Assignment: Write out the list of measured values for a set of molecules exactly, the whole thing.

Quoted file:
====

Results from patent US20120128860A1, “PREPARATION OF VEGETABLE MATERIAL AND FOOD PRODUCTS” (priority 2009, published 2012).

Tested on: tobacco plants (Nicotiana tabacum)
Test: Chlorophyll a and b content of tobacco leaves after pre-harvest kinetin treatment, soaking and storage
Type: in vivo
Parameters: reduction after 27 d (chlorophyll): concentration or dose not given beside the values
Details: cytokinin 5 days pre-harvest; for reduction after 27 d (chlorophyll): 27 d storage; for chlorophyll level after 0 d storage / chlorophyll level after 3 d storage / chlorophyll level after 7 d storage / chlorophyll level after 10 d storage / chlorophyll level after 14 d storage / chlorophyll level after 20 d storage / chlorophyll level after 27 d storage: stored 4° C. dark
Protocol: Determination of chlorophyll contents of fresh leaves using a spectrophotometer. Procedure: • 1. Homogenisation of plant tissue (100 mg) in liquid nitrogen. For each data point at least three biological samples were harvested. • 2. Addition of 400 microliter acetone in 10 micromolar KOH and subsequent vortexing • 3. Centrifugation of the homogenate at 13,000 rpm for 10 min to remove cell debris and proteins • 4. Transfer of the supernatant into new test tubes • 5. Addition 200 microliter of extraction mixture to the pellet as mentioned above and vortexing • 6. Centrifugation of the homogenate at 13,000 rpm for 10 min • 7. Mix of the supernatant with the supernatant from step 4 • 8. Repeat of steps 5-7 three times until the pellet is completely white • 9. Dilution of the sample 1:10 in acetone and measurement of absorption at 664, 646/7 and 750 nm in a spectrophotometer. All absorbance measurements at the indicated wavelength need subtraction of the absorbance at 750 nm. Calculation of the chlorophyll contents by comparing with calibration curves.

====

Results from patent US20120128860A1, “PREPARATION OF VEGETABLE MATERIAL AND FOOD PRODUCTS” (priority 2009, published 2012).

Tested on: tobacco plants (Nicotiana tabacum)
Test: Chlorophyll a and b content of tobacco leaves after pre-harvest kinetin treatment, soaking and storage
Type: in vivo
Parameters: reduction after 27 d (chlorophyll): concentration or dose not given beside the values
Details: cytokinin 5 days pre-harvest; for reduction after 27 d (chlorophyll): 27 d storage; for chlorophyll level after 0 d storage / chlorophyll level after 3 d storage / chlorophyll level after 7 d storage / chlorophyll level after 10 d storage / chlorophyll level after 14 d storage / chlorophyll level after 20 d storage / chlorophyll level after 27 d storage: stored 4° C. dark
Protocol: Determination of chlorophyll contents of fresh leaves using a spectrophotometer. Procedure: • 1. Homogenisation of plant tissue (100 mg) in liquid nitrogen. For each data point at least three biological samples were harvested. • 2. Addition of 400 microliter acetone in 10 micromolar KOH and subsequent vortexing • 3. Centrifugation of the homogenate at 13,000 rpm for 10 min to remove cell debris and proteins • 4. Transfer of the supernatant into new test tubes • 5. Addition 200 microliter of extraction mixture to the pellet as mentioned above and vortexing • 6. Centrifugation of the homogenate at 13,000 rpm for 10 min • 7. Mix of the supernatant with the supernatant from step 4 • 8. Repeat of steps 5-7 three times until the pellet is completely white • 9. Dilution of the sample 1:10 in acetone and measurement of absorption at 664, 646/7 and 750 nm in a spectrophotometer. All absorbance measurements at the indicated wavelength need subtraction of the absorbance at 750 nm. Calculation of the chlorophyll contents by comparing with calibration curves.